Giorgio Piola's F1 technical analysis
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Giorgio Piola's F1 technical analysis

British GP tech debrief: Ferrari's upgrade push fails to deliver

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British GP tech debrief: Ferrari's upgrade push fails to deliver
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Co-author: Matt Somerfield
Jul 13, 2016, 12:48 PM

In the second part of the British Grand Prix technical debrief, Giorgio Piola and Matt Somerfield take a close look at the updates introduced by Ferrari, Williams, McLaren and Sauber.

Ferrari

The Italian squad's march toward Mercedes has been quelled in recent races, with Mercedes unleashing the might of its development in response.

However, in Silverstone Ferrari had several updates of its own to focus its efforts once more.

The changes made to the SF16-H's front wing centered around alterations to the outermost section.

In the 2D animation above, we can see that the latter part of the endplate was changed significantly, not only with a more curved trailing edge being employed but an increased curvature, allowing more airflow to spill out and guide the airflow around the front tyre.

As such, the slot at the lowest and rearmost point of the endplate was also extended too.

Ferrari, front wing arc
Ferrari, front wing arc

Photo by: Giorgio Piola

Further to the endplate changes, the arc on the main plane's leading edge was also amended, with the geometry altered to change the shape of the nozzle that it creates as the flaps create and expansion tunnel behind it.

This will focus the shape of the airflow differently, changing the way it imparts itself on the airflow passing across the tyres surface and out around it.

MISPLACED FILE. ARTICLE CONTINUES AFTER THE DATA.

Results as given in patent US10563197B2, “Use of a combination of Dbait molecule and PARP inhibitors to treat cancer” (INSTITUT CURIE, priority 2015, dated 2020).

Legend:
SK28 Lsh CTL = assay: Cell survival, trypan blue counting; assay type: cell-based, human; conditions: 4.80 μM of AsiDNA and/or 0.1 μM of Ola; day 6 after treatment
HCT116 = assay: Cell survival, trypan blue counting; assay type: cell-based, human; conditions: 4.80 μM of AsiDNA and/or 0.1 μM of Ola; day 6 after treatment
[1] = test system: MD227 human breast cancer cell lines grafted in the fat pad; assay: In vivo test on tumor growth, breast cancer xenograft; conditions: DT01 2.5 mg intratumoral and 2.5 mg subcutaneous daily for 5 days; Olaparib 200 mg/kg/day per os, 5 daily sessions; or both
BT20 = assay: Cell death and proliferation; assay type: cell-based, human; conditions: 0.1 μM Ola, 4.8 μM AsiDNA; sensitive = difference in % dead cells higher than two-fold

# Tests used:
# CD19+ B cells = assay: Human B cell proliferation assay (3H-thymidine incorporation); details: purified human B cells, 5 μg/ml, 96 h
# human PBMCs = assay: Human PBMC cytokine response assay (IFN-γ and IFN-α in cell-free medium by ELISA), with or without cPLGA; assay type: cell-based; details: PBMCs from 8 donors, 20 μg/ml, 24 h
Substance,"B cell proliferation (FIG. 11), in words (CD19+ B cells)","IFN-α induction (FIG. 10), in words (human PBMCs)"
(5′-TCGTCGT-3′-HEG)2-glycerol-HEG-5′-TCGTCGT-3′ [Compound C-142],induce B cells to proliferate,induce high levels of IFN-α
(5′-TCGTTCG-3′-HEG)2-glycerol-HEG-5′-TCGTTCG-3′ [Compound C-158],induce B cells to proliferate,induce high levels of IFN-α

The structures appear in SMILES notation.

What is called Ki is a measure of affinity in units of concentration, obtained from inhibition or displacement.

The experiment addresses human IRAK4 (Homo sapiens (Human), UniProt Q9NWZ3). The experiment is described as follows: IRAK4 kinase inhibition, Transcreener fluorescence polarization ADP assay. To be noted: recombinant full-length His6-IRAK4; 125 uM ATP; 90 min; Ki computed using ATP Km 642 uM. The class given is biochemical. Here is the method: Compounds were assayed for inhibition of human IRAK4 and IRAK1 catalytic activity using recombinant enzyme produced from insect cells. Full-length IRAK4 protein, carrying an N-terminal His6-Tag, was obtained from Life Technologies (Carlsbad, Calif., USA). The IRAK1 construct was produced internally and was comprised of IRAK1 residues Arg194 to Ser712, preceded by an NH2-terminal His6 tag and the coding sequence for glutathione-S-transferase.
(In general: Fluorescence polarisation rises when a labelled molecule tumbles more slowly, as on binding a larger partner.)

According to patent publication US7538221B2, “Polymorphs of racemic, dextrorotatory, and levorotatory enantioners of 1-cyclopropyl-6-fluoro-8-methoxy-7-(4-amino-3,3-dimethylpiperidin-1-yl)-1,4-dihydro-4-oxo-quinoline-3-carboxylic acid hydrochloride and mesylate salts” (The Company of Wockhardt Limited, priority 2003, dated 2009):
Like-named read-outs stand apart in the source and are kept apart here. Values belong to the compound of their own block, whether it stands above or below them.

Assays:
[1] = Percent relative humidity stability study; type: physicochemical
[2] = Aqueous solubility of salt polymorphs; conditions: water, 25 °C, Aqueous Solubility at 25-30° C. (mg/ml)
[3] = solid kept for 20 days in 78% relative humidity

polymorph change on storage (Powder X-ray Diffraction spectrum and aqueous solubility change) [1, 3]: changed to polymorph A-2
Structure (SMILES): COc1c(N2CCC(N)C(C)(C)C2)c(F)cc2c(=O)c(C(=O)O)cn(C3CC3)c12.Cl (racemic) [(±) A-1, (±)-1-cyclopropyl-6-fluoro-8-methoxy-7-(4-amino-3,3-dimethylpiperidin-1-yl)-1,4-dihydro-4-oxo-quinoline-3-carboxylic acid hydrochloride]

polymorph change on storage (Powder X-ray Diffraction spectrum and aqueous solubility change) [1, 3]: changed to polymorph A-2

Ferrari SF16H brake duct fins, captioned, Silverstone GP
Ferrari SF16H brake duct fins, captioned, Silverstone GP

Photo by: Giorgio Piola

While not new, having been used since Canada, the British GP gave us a rare glimpse of some new fins that have sprouted from the SF16-H's front brake duct.

The lower of the two fins is a simple horizontal blade that can be found on most of the challengers up and down the grid, while the curved upper fin is very similar to the 'Cobra' vane used by Mercedes, named as such because of its distinct similarity to a Cobra in the strike position.

Ferrari SF16H fins, Silverstone GP
Ferrari SF16H fins, Silverstone GP

Photo by: Giorgio Piola

 

Sometimes it's difficult to lead aerodynamically, especially when chasing a team like Mercedes; rather it is easier to look around the grid and use ideas that have worked for your rivals, with teams devoting entire working groups to such tasks.

However, for Silverstone, Ferrari introduced a new chassis vane (arrowed), which is mounted above the cars splitter and will continue to work the air that has passed by the turning vanes ahead of it.

The shaping of the vane suggests that it will create another vortex that will help to direct airflow down and around the sidepod, improving the direction of airflow structures that are already destined for that location.

Sauber C29 fins
Sauber C29 fins

Photo by: Giorgio Piola

While not in exactly the same position as the ones introduced by Ferrari, a selection of fins used in 2010 on the C29 were used to control how airflow moved down along the side of the chassis toward the sidepod.

Ferrari SF16H side pods, Canadian GP
Ferrari SF16H side pods, Canadian GP

Photo by: Giorgio Piola

Having updated the SF16-H's sidepod bodywork in Canada, the team has reverted to its previous specifications since. However, the cooling and aerodynamic demands of Silverstone was enough for Ferrari to give the newer configuration a recall.

Williams

Williams' general performance when compared with its rivals has certainly dropped away since its stellar 2014 performance. But as Claire Williams alluded to during the weekend, it seems to be an issue of the team adding downforce, something that is even more exposed in wet conditions.

As such, the team set up a separate low-speed and wet weather working group, but is at pains to say that it still hasn't resolved all its issues.

Williams FW38 front wing, Silverstone GP
Williams FW38 front wing, Silverstone GP